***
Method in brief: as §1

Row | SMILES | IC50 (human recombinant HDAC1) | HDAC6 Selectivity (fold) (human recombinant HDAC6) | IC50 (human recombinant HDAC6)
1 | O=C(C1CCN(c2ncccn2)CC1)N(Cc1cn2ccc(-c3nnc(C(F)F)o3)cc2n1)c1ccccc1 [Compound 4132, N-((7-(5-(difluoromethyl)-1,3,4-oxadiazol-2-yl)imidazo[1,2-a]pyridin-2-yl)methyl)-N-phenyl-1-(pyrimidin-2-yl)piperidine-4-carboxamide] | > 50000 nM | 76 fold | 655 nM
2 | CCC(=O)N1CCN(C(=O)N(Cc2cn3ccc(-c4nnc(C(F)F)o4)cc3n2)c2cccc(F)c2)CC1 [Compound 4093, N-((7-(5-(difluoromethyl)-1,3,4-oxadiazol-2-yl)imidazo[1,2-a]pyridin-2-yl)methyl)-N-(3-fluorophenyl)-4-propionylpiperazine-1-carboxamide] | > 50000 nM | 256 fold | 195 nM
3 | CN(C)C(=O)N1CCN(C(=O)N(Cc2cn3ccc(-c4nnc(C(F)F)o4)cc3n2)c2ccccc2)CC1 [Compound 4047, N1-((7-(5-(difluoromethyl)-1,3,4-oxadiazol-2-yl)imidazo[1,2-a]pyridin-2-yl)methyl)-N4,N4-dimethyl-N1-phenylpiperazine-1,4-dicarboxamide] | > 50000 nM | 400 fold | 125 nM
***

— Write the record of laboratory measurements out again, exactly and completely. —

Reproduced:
Method in brief: as §1

Row | SMILES | IC50 (human recombinant HDAC1) | HDAC6 Selectivity (fold) (human recombinant HDAC6) | IC50 (human recombinant HDAC6)
1 | O=C(C1CCN(c2ncccn2)CC1)N(Cc1cn2ccc(-c3nnc(C(F)F)o3)cc2n1)c1ccccc1 [Compound 4132, N-((7-(5-(difluoromethyl)-1,3,4-oxadiazol-2-yl)imidazo[1,2-a]pyridin-2-yl)methyl)-N-phenyl-1-(pyrimidin-2-yl)piperidine-4-carboxamide] | > 50000 nM | 76 fold | 655 nM
2 | CCC(=O)N1CCN(C(=O)N(Cc2cn3ccc(-c4nnc(C(F)F)o4)cc3n2)c2cccc(F)c2)CC1 [Compound 4093, N-((7-(5-(difluoromethyl)-1,3,4-oxadiazol-2-yl)imidazo[1,2-a]pyridin-2-yl)methyl)-N-(3-fluorophenyl)-4-propionylpiperazine-1-carboxamide] | > 50000 nM | 256 fold | 195 nM
3 | CN(C)C(=O)N1CCN(C(=O)N(Cc2cn3ccc(-c4nnc(C(F)F)o4)cc3n2)c2ccccc2)CC1 [Compound 4047, N1-((7-(5-(difluoromethyl)-1,3,4-oxadiazol-2-yl)imidazo[1,2-a]pyridin-2-yl)methyl)-N4,N4-dimethyl-N1-phenylpiperazine-1,4-dicarboxamide] | > 50000 nM | 400 fold | 125 nM